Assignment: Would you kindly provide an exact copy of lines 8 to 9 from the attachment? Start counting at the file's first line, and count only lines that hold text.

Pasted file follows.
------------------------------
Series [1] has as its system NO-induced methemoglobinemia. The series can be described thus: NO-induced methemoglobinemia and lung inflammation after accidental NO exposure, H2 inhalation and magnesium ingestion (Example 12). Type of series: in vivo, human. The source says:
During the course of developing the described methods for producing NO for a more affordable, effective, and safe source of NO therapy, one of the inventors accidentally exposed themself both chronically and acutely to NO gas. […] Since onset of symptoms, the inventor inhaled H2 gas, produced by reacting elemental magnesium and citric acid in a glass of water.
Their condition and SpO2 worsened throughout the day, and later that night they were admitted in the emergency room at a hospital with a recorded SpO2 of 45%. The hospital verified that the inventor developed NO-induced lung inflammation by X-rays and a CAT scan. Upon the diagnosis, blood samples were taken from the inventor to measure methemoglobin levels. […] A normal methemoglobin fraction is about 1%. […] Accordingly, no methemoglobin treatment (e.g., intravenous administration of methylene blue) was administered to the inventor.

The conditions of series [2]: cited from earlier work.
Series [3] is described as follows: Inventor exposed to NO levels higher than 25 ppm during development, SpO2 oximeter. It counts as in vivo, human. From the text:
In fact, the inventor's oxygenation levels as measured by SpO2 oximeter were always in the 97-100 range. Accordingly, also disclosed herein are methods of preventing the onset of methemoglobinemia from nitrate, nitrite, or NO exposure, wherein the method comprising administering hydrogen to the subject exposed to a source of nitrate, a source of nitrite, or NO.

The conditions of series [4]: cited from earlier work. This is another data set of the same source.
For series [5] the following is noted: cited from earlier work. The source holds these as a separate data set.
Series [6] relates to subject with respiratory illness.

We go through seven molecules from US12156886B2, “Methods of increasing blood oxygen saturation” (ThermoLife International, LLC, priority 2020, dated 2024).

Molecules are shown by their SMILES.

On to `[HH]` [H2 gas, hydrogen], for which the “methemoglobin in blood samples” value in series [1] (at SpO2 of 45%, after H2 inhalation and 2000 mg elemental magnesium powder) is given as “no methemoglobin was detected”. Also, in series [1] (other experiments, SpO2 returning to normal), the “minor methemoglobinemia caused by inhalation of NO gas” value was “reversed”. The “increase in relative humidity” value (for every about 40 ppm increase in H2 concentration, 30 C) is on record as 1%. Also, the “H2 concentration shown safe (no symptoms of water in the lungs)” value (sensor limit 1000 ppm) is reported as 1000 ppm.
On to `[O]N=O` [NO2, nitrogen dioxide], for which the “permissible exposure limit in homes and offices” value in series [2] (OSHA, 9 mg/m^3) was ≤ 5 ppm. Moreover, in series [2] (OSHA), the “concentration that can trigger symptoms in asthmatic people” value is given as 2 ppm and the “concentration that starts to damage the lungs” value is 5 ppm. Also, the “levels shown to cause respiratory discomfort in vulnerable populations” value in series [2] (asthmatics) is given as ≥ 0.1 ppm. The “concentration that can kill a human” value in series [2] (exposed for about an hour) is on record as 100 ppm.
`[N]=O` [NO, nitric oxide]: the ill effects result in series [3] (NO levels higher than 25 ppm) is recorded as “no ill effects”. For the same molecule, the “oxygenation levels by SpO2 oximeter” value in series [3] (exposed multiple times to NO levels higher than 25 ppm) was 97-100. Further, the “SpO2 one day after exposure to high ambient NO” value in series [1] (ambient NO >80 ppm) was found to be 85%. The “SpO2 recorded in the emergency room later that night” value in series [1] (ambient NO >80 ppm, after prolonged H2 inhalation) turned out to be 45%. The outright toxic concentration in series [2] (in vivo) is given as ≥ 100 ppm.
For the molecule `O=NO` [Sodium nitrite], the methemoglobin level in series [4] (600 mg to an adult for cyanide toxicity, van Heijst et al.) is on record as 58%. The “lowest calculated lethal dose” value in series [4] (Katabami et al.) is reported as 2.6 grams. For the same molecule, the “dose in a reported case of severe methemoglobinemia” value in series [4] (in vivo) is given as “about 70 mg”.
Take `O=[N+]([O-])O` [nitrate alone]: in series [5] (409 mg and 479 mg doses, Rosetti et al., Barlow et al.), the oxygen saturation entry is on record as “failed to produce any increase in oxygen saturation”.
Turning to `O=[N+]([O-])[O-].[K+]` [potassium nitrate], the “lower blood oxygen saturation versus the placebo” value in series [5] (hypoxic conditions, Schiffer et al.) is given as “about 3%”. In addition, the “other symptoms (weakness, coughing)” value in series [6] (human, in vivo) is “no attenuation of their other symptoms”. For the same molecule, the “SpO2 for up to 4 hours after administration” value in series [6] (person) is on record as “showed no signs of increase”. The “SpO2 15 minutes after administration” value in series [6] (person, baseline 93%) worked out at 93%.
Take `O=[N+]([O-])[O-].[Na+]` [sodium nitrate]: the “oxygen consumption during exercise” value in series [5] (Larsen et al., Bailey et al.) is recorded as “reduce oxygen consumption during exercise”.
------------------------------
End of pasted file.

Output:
For series [5] the following is noted: cited from earlier work. The source holds these as a separate data set.
Series [6] relates to subject with respiratory illness.